The World Peace Prayers has brought together over 400 religious leaders of different faith, the prayers which held on September 20, had in attendance Emir of Kano, Muhammed Sanusi II, who finally had the chance to meet Pope Francis in Assisi, Italy.
Report from Radio Vatican said Pope Francis presided over the event which lasted for 3 days, organized for all religious faith. Themed: Thirst for peace: religions and cultures in dialogue, it was the 30th anniversary celebration of the World Day.
In his speech at the event, Pope Francis reportedly encouraged all regions of the world to thirst for peace as it is gift from God.
“We have come to Assisi as pilgrims in search of peace. We carry within us and place before God the hopes and sorrows of many persons and peoples: we thirst for peace; we desire to witness to peace.”
“Above all, we need to pray for peace, because peace is God’s gift, and it lies with us to plead for it, embrace it, and build it every day with God’s help.”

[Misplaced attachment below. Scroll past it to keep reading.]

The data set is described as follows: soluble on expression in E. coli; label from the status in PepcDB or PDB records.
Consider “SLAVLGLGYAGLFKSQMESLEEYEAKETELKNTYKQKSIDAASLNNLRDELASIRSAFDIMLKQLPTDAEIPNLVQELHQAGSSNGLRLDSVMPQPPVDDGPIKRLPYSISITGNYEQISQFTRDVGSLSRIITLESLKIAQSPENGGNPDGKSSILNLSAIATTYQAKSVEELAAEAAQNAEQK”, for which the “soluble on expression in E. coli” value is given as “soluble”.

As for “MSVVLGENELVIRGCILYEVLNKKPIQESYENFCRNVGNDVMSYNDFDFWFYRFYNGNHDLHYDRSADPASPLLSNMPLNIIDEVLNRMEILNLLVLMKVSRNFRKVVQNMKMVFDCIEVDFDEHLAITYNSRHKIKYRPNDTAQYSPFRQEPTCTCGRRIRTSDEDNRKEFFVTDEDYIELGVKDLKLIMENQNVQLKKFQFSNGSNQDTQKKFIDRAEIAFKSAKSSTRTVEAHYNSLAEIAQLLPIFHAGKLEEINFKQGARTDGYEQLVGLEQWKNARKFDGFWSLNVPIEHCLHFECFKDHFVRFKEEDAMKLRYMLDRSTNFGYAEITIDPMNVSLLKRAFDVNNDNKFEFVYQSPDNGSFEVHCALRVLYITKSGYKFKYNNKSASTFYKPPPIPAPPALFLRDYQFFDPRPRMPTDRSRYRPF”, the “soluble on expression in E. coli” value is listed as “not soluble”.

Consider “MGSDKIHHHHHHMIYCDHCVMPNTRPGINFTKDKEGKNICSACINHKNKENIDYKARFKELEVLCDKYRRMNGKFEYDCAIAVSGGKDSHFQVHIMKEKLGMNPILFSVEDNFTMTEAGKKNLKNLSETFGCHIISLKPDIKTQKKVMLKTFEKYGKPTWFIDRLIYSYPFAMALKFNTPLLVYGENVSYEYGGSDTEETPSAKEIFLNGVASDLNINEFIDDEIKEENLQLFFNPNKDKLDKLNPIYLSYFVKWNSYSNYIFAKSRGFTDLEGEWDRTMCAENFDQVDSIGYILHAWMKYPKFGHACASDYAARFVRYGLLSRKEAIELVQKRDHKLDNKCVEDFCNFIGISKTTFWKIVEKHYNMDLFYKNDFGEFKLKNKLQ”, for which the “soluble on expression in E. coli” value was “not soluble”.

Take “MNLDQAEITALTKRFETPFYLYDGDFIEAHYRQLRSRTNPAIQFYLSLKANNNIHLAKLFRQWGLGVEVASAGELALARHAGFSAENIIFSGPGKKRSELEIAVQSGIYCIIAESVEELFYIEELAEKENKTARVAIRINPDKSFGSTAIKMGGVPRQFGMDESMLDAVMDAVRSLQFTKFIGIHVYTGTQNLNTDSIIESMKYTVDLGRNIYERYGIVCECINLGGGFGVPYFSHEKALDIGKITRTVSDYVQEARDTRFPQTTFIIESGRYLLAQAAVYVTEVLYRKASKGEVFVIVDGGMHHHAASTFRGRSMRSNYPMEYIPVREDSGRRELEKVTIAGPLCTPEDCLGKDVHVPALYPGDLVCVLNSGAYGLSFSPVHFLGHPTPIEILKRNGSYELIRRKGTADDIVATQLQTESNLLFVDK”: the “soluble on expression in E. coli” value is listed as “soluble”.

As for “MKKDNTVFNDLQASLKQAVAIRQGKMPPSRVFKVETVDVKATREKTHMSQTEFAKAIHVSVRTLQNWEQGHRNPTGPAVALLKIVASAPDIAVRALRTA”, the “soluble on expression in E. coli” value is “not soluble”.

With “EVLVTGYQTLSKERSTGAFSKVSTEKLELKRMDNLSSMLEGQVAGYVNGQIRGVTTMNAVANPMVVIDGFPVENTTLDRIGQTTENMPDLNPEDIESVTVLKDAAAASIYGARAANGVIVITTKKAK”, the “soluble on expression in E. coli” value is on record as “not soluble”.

Before the closing ceremony, the Holy Father reportedly delivered a meditation on peace to a gathering of leaders from various Christian Churches and ecclesial communities in the Lower Basilica of St. Francis, and he quoted:
“Before Christ Crucified, ‘the power and wisdom of God’ (1 Cor 1:24), we Christians are called to contemplate the mystery of Love not loved and to pour out mercy upon the world.”
“On the Cross, the tree of life,” the Pope continued, “evil was transformed into good; we too, as disciples of the Crucified One, are called to be ‘trees of life’ that absorb the contamination of indifference and restore the pure air of love to the world. From the side of Christ on the Cross water flowed, that symbol of the Spirit who gives life (cf. Jn 19:34); so that from us, his faithful, compassion may flow forth for all who thirst today.”
Also siting a quote from Saint Pope John Paul II, Pope Francis conclude his remarks saying,
“Here, thirty years ago, Pope John Paul II said: ‘Peace is a workshop, open to all and not just to specialists, savants and strategists. Peace is a universal responsibility.’
“Let us assume this responsibility, reaffirming today our ‘yes’ to being, together, builders of the peace that God wishes for us and for which humanity thirsts.”